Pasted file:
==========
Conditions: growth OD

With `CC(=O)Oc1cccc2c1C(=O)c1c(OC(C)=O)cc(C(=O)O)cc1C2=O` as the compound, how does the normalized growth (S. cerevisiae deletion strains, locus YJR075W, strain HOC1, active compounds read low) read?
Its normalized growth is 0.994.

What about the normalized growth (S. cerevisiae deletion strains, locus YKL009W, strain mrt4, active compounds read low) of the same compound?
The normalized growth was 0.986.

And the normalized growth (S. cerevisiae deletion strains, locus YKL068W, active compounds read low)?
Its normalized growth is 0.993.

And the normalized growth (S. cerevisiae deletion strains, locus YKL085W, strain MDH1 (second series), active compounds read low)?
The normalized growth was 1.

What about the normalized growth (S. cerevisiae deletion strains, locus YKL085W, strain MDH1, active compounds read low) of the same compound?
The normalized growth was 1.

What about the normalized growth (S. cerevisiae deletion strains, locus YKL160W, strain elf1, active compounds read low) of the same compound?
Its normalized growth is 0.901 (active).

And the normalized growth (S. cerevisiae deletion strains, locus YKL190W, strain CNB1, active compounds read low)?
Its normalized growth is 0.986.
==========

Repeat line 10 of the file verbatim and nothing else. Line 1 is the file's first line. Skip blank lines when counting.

What about the normalized growth (S. cerevisiae deletion strains, locus YKL085W, strain MDH1, active compounds read low) of the same compound?